In Florida, stormwater runoff occurs after a

Stormwater Runoff
What Is Stormwater Runoff?
In Florida, stormwater runoff occurs after a rainfall. Storm water flows over impervious
(unable to penetrate) surfaces like driveways, sidewalks, streets, parking lots and roofs and
is unable to percolate (filter or seep) into the ground. This unfiltered water reaches our
neighborhood streams, ponds, lakes, bays, wetlands and oceans and can eventually make
its way into our ground water. (Water beneath the earth's surface)
Why Is Stormwater Runoff a Problem?
Stormwater runoff can collect many different types of pollution before it reaches a body of
water, including debris, dirt and chemicals. The storm water collects these materials and
flows directly into a body of water like a stream or lake. These water bodies may be used
for swimming, fishing and may even provide some of us with drinking water!
How Do Different Types of Pollution Affect My Watershed?
There are two basic types of pollution: point source and non-point source. Point source
pollution is easy to understand because it can be traced directly to its source. Think of it like
this: if a sewage plant has a broken pipeline that leaks raw sewage into a river, you can
"point" your finger at the exact source of the pollution. Point source pollution was a big
concern in the past, but today stricter laws and regulations have drastically decreased the
Non-point source pollution is a little more difficult to understand. Stormwater runoff
pollution is a type of non-point source pollution. This means that the pollution cannot be
traced back to a specific source, but instead comes from many different sources throughout
the environment. Non-point source pollution is the primary cause of watershed pollution
today. Non-point source pollution occurs when small amount of pollution from a large
variety of sources is picked up by stormwater runoff and carried into water bodies. You can't
point to the specific origin of the contamination; it comes from too many places and is
difficult to trace.
Stormwater runoff can carry many different types of non-point source pollution. Each can
affect your watershed in a different way. Sediment (dirt, soil, sand) can increase the
turbidity (a measure of water cloudiness) of a water body. Turbidity can block sunlight
from reaching aquatic plants, making it impossible for them to grow. Without plants,
animals lose a food source and it is more difficult to filter pollutants from the water.
Instead, pollutants collect in the bottom of the water body and remain there indefinitely.
Excess nutrients carried in stormwater runoff can also negatively affect our water supply.
These nutrients, primarily nitrogen and phosphorus, can come from lawn fertilizers or
natural sources, such as manure. Nutrients can cause algal and bacterial blooms, which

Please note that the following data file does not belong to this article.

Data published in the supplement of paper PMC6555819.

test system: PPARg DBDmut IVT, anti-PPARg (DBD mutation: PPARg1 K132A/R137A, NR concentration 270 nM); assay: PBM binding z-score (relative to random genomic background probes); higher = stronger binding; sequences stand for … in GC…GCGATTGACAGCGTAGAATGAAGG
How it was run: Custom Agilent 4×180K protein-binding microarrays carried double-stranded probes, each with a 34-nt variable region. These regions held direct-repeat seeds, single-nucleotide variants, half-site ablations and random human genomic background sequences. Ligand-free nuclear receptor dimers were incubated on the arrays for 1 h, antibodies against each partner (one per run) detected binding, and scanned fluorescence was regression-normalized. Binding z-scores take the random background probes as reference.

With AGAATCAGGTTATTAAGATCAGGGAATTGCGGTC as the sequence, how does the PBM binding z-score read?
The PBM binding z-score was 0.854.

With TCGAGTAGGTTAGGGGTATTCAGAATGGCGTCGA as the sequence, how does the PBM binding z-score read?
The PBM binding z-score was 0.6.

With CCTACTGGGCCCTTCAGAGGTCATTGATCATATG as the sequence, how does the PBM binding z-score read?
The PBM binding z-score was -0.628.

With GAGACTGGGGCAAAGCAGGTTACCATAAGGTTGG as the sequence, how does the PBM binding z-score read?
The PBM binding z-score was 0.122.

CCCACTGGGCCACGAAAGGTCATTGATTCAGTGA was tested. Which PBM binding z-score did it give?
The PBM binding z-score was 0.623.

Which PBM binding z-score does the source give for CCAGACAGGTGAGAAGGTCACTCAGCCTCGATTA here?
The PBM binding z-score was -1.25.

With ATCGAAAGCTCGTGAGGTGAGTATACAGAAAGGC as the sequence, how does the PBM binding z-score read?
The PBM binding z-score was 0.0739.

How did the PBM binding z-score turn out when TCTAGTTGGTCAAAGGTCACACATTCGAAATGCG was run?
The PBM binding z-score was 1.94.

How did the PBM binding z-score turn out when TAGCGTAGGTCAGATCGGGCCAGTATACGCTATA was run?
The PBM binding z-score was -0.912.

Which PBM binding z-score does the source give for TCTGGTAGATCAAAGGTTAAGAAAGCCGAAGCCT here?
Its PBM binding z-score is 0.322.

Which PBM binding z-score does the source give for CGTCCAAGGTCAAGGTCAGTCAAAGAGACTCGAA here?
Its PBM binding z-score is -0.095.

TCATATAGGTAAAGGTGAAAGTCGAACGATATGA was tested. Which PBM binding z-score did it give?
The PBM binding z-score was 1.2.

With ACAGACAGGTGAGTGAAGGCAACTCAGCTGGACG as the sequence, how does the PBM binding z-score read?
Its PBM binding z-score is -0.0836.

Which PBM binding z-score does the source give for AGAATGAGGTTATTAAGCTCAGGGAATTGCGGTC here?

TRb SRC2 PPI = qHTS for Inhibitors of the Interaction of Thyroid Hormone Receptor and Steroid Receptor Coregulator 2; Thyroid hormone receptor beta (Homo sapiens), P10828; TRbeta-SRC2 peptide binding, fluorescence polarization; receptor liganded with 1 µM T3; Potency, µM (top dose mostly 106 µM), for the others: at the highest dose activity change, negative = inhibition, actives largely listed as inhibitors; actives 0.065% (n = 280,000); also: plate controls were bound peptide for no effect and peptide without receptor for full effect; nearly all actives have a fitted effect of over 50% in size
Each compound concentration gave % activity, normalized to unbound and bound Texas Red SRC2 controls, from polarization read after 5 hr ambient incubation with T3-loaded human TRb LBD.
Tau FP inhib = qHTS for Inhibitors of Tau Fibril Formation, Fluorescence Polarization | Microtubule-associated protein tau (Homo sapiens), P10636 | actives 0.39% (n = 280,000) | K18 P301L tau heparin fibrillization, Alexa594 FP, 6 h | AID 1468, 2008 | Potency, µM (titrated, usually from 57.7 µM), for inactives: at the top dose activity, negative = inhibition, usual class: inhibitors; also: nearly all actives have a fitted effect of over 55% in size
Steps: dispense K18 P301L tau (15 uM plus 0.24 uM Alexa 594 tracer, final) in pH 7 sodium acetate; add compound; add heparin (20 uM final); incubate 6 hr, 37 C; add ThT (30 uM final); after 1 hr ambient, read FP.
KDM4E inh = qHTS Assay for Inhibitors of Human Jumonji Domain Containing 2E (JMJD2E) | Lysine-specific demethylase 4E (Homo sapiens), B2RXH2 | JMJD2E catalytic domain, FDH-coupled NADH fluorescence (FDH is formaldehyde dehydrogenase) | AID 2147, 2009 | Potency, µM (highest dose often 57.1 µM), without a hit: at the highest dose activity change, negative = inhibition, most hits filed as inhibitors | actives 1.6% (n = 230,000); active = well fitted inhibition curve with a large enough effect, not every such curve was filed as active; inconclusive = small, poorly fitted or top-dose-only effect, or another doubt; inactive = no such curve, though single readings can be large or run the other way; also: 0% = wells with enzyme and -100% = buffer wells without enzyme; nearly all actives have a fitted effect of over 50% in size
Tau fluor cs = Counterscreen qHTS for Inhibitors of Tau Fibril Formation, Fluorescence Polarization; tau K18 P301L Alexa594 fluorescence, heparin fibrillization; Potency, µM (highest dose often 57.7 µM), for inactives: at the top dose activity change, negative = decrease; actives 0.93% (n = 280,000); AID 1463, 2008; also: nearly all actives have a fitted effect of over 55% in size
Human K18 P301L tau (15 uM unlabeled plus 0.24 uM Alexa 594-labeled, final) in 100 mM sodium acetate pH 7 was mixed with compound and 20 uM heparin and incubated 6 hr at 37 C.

proliferate (reproduce) rapidly. Algae will consume oxygen, increase turbidity in the water
body and eventually die along with the fish and other aquatic life that need oxygen to live.
Pathogenic (capable of causing disease, especially in humans) bacteria and other
pathogenic microorganisms can be carried by storm water into a water body. This creates
health hazards and can cause lakes and beaches to close.
Debris such as plastic bags, bottles and cigarette butts can wash into a water body and
interfere with aquatic life. It also isn't very pretty. Other hazardous wastes can be carried
into a water body. These include insecticides, (chemicals used to control or kill insects)
herbicides, (chemicals used to kill unwanted plants) paint, motor oil and heavy metals. All
of these items can cause illness not only to aquatic life, but also humans.
REMEMBER: All of these pollutants can make it into our drinking water through the
hydrologic cycle.
What Can You Do?
Now you know that pollution from stormwater runoff can contaminate our water supply. So
what can you do to prevent this problem? Here are some tips to help you on your way to a
pollution solution:
Never Dump Anything Down Storm Drains
Use Florida-Friendly Landscaping (Link)
Use Fertilizers Sparingly
Control Soil Erosion by Planting Over Bare Spots in Landscape
Collect Rainwater in Rain Barrels for Lawn Use
Sweep Driveways, Sidewalks and Roads Instead of Using Hose
Compost Yard Waste
Properly Dispose of Hazardous Household Chemicals
Avoid Pesticides
Direct Downspouts Away From Paved Surfaces
Use Car Wash Instead of Washing Car in Driveway
Check Car for Leaks and Recycle Motor Oil
Properly Dispose of Pet Waste
Inspect and Pump Septic Tank Regularly
Protect Wetlands that Serve as Natural Buffers to Pollution, Soil Erosion and Flooding
Join Adopt-a-Watershed (EPA Link)
Educate Friends, Family, Neighbors (EPA Link for brochures, or for materials we can